A Speech Language Pathologist (SLP) is a health professional who helps people of all ages develop their full potential in the areas of communication, feeding and swallowing.

Communication may include:

  • Understanding language
  • Using language to connect with others in conversation and play
  • Using clear speech sounds
  • Speaking smoothly (versus stuttering)
  • Socially connecting with peers and adults (social communication)

SLPs use purposeful, play based activities as therapeutic tools, striving towards independence and function in daily life. SLPs at the CVCDA work with infants, toddlers, pre-schoolers and their parents or caregivers, as well as other team members, using a family-centered approach.


When Do You Need A Speech Language Pathologist?

Children are often referred to SLP when they have:

  • Speech errors that make it difficult for you or others to understand
  • No or fewer words than expected
  • Difficulties using words to tell others what they are thinking
  • Difficulties understanding language and/or following directions
  • Repetitions of sounds or get stuck on sounds and words
  • An unusual voice (scratchy, raspy or nasal sounding)
  • Difficulties eating a variety of foods or managing liquids


Who Can Refer?

If you have concerns or questions about your child’s speech and/or language, you can refer your child yourself. Public Health Nurses, Family Physicians, Pediatricians, Daycare Providers and other service providers at the Child Development Association can also refer for you.


What Happens After The Referral?

  1. You will be seen by our Family Advocate to gather relevant information and gather consent for services
  2. You will be contacted to arrange an initial consultation
  3. During the initial consultation, while your child plays, you will have an opportunity to talk about your priorities, will be provided with information on your child’s development and receive suggestions on how you can help your child.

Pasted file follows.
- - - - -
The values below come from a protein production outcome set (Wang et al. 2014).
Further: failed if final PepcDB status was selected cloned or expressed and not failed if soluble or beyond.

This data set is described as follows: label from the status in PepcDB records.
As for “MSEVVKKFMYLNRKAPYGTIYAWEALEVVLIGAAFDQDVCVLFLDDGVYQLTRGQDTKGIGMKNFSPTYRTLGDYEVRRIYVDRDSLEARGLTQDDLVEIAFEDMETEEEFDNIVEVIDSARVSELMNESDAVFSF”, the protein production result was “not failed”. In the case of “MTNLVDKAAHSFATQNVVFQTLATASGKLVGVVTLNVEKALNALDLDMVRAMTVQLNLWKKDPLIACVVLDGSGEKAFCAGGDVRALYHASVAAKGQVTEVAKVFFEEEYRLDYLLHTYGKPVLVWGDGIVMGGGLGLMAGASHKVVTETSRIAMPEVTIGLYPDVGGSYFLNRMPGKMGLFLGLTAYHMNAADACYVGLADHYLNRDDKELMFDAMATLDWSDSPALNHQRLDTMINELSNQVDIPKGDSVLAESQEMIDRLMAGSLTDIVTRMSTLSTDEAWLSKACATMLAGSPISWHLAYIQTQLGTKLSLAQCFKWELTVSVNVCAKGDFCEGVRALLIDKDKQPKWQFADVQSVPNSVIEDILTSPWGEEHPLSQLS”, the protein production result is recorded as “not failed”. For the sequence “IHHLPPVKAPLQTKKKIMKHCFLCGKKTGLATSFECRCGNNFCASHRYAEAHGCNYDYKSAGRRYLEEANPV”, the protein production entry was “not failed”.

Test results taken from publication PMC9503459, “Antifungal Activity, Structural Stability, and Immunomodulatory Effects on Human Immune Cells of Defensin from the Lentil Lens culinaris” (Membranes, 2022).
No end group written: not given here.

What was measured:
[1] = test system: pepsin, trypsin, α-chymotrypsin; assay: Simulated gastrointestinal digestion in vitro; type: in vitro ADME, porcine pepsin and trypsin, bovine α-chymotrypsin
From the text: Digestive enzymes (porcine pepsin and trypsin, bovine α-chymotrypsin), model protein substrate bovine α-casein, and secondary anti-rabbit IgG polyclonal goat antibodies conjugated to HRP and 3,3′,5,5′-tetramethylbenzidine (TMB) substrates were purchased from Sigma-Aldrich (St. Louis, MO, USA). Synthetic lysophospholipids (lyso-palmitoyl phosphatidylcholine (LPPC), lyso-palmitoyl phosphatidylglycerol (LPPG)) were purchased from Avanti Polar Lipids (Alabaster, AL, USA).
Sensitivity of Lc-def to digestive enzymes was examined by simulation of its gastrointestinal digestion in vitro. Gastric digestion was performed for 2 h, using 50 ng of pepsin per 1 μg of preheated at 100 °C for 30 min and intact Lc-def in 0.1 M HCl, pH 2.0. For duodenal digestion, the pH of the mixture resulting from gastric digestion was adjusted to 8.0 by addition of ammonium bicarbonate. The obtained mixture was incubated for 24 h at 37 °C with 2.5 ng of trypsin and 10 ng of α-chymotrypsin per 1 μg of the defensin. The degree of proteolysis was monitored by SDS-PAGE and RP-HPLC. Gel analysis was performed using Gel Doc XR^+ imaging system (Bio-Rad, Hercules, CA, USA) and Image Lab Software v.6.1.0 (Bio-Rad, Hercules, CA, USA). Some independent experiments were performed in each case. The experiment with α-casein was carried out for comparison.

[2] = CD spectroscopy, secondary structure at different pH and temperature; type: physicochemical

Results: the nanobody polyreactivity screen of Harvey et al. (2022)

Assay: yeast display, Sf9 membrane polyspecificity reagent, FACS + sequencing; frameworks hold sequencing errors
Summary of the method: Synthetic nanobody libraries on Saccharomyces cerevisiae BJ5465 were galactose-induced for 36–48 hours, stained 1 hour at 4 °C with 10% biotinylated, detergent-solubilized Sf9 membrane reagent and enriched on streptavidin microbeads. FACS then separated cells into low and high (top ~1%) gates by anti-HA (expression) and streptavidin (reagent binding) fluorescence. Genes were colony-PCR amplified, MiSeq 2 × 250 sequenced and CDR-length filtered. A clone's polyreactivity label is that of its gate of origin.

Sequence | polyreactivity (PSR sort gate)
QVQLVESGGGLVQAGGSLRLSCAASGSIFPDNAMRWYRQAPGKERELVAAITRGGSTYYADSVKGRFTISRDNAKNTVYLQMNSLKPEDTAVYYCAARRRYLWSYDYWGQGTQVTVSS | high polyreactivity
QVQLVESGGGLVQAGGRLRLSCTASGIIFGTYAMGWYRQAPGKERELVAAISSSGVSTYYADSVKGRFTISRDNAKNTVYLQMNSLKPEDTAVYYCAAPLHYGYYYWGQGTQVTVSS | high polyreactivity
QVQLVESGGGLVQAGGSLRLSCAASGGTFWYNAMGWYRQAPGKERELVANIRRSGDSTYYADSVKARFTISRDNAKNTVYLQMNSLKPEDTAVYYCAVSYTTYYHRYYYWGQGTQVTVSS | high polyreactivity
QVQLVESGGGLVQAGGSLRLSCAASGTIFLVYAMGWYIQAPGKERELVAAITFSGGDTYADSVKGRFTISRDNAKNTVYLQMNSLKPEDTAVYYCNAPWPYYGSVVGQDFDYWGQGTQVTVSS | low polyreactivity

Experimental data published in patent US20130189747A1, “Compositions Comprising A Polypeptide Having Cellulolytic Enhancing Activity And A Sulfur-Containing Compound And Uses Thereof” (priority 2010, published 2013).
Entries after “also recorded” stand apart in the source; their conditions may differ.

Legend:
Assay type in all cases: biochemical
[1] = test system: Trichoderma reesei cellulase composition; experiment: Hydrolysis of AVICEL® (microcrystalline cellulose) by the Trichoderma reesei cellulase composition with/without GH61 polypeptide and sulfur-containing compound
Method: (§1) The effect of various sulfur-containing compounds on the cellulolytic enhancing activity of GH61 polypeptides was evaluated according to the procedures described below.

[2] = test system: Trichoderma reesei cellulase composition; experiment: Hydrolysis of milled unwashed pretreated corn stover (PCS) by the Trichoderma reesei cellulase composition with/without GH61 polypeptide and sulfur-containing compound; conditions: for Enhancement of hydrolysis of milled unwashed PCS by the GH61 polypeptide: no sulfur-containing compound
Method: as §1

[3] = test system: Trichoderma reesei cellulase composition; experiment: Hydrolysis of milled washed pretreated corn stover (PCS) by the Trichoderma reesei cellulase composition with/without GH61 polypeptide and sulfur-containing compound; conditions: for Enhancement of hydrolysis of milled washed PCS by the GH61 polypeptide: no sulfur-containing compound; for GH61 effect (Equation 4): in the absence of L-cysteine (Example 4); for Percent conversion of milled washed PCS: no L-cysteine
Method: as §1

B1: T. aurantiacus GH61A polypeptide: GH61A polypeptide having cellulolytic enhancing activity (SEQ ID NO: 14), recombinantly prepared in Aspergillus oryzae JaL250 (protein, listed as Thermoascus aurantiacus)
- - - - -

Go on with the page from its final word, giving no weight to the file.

4. Plans for further services will then be determined. This may include more formal assessments, direct intervention, consultation or monitoring.


What Happens After The Assessment?

The SLP will work with your family and team members to:

  1. Identify priorities and a program suited to your child’s individual needs
  2. Provide therapy or consultation as needed
  3. Provide service in the environment best suited to your child’s specific needs (home, Children’s Therapy Centre, and/or childcare centre)


How Can I Help My Child At Home?

  • Have your child’s hearing evaluated if there is a concern
  • Celebrate your child’s communication attempts
  • Talk about the activities you do and places you go
  • Expand on what your child says by adding more information
  • Model correct speech (it is not necessary to ask your child to repeat exactly what you say)
  • Emphasize sounds that your child may find difficult to say, such as “sssssocks”
  • Speak slowly and clearly, repeat for your child if necessary
  • Give your child lots of time to respond
  • Read books and talk about books with your child every day
  • Practice using new words
  • Provide opportunities for your child to talk and play with others

Meet The Team

Jennifer Lewis

Jennifer Lewis

Speech Language Pathologist and Therapy Program Manager

Phone: 250-338-4288 ext 229
Email: slp@cvcda.ca

Mary McKenna
Mary McKenna

Speech Language Pathologist

Phone:  250-338-4288 ext 228
Email:  mary@cvcda.ca

Tara Moose
Tara Moose

Speech Language Assistant

Phone: 250-338-4288 ext. 243
Email: tara@cvcda.ca

Jenn Legarie
Jenn Legarie

Speech Language Assistant

Phone: 250-465-0420
Email: jenn@cvcda.ca

Aryn Franklin
Aryn Franklin

Speech Language Pathologist for Aboriginal Children and Families

phone: 250-334-9591
Email: aboriginalspeech@cvcda.ca

Janice Forsey
Janice Forsey

Speech Language Pathologist for Aboriginal Children and Families - On leave

Phone: 250-334-9591
Email: aboriginalspeech@cvcda.ca